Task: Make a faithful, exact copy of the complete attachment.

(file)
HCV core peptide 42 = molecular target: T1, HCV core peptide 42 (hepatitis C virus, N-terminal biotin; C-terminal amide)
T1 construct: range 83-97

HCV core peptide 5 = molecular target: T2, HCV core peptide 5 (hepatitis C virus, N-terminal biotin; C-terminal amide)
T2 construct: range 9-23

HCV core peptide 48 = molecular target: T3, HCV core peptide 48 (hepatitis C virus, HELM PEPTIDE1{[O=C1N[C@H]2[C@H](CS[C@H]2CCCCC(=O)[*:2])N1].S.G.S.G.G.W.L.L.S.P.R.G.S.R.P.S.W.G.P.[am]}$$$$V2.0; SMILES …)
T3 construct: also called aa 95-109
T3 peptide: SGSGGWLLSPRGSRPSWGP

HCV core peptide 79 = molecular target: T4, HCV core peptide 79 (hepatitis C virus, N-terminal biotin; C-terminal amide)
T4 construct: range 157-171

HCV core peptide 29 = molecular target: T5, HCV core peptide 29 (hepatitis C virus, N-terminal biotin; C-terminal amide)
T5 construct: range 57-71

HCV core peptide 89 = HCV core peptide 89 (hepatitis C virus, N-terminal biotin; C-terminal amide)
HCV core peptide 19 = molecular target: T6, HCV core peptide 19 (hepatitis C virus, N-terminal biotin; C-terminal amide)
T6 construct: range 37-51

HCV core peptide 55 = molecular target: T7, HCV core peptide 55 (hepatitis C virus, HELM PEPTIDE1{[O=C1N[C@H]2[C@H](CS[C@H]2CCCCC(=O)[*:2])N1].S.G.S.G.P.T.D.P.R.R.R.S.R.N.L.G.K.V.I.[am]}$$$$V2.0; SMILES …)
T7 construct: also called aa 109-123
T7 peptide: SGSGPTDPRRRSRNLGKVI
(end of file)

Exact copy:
HCV core peptide 42 = molecular target: T1, HCV core peptide 42 (hepatitis C virus, N-terminal biotin; C-terminal amide)
T1 construct: range 83-97

HCV core peptide 5 = molecular target: T2, HCV core peptide 5 (hepatitis C virus, N-terminal biotin; C-terminal amide)
T2 construct: range 9-23

HCV core peptide 48 = molecular target: T3, HCV core peptide 48 (hepatitis C virus, HELM PEPTIDE1{[O=C1N[C@H]2[C@H](CS[C@H]2CCCCC(=O)[*:2])N1].S.G.S.G.G.W.L.L.S.P.R.G.S.R.P.S.W.G.P.[am]}$$$$V2.0; SMILES …)
T3 construct: also called aa 95-109
T3 peptide: SGSGGWLLSPRGSRPSWGP

HCV core peptide 79 = molecular target: T4, HCV core peptide 79 (hepatitis C virus, N-terminal biotin; C-terminal amide)
T4 construct: range 157-171

HCV core peptide 29 = molecular target: T5, HCV core peptide 29 (hepatitis C virus, N-terminal biotin; C-terminal amide)
T5 construct: range 57-71

HCV core peptide 89 = HCV core peptide 89 (hepatitis C virus, N-terminal biotin; C-terminal amide)
HCV core peptide 19 = molecular target: T6, HCV core peptide 19 (hepatitis C virus, N-terminal biotin; C-terminal amide)
T6 construct: range 37-51

HCV core peptide 55 = molecular target: T7, HCV core peptide 55 (hepatitis C virus, HELM PEPTIDE1{[O=C1N[C@H]2[C@H](CS[C@H]2CCCCC(=O)[*:2])N1].S.G.S.G.P.T.D.P.R.R.R.S.R.N.L.G.K.V.I.[am]}$$$$V2.0; SMILES …)
T7 construct: also called aa 109-123
T7 peptide: SGSGPTDPRRRSRNLGKVI